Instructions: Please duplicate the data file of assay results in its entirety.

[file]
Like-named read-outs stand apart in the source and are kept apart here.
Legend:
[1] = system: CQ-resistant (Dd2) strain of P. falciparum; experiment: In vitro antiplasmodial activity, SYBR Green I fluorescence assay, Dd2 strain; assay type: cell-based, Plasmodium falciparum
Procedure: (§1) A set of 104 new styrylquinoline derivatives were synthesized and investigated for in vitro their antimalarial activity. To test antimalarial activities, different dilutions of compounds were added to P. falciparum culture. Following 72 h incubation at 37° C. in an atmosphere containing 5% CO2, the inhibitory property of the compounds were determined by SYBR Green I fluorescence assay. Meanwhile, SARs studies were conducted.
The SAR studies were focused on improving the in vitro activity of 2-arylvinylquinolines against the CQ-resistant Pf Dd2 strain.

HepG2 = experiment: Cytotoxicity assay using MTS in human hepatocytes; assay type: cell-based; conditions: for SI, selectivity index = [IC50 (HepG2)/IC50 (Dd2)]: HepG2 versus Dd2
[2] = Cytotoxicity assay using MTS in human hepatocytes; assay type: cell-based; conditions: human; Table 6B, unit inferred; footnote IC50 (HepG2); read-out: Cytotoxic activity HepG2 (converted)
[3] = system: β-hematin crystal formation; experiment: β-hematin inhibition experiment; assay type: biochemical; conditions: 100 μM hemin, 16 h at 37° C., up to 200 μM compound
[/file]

Like-named read-outs stand apart in the source and are kept apart here.
Legend:
[1] = system: CQ-resistant (Dd2) strain of P. falciparum; experiment: In vitro antiplasmodial activity, SYBR Green I fluorescence assay, Dd2 strain; assay type: cell-based, Plasmodium falciparum
Procedure: (§1) A set of 104 new styrylquinoline derivatives were synthesized and investigated for in vitro their antimalarial activity. To test antimalarial activities, different dilutions of compounds were added to P. falciparum culture. Following 72 h incubation at 37° C. in an atmosphere containing 5% CO2, the inhibitory property of the compounds were determined by SYBR Green I fluorescence assay. Meanwhile, SARs studies were conducted.
The SAR studies were focused on improving the in vitro activity of 2-arylvinylquinolines against the CQ-resistant Pf Dd2 strain.

HepG2 = experiment: Cytotoxicity assay using MTS in human hepatocytes; assay type: cell-based; conditions: for SI, selectivity index = [IC50 (HepG2)/IC50 (Dd2)]: HepG2 versus Dd2
[2] = Cytotoxicity assay using MTS in human hepatocytes; assay type: cell-based; conditions: human; Table 6B, unit inferred; footnote IC50 (HepG2); read-out: Cytotoxic activity HepG2 (converted)
[3] = system: β-hematin crystal formation; experiment: β-hematin inhibition experiment; assay type: biochemical; conditions: 100 μM hemin, 16 h at 37° C., up to 200 μM compound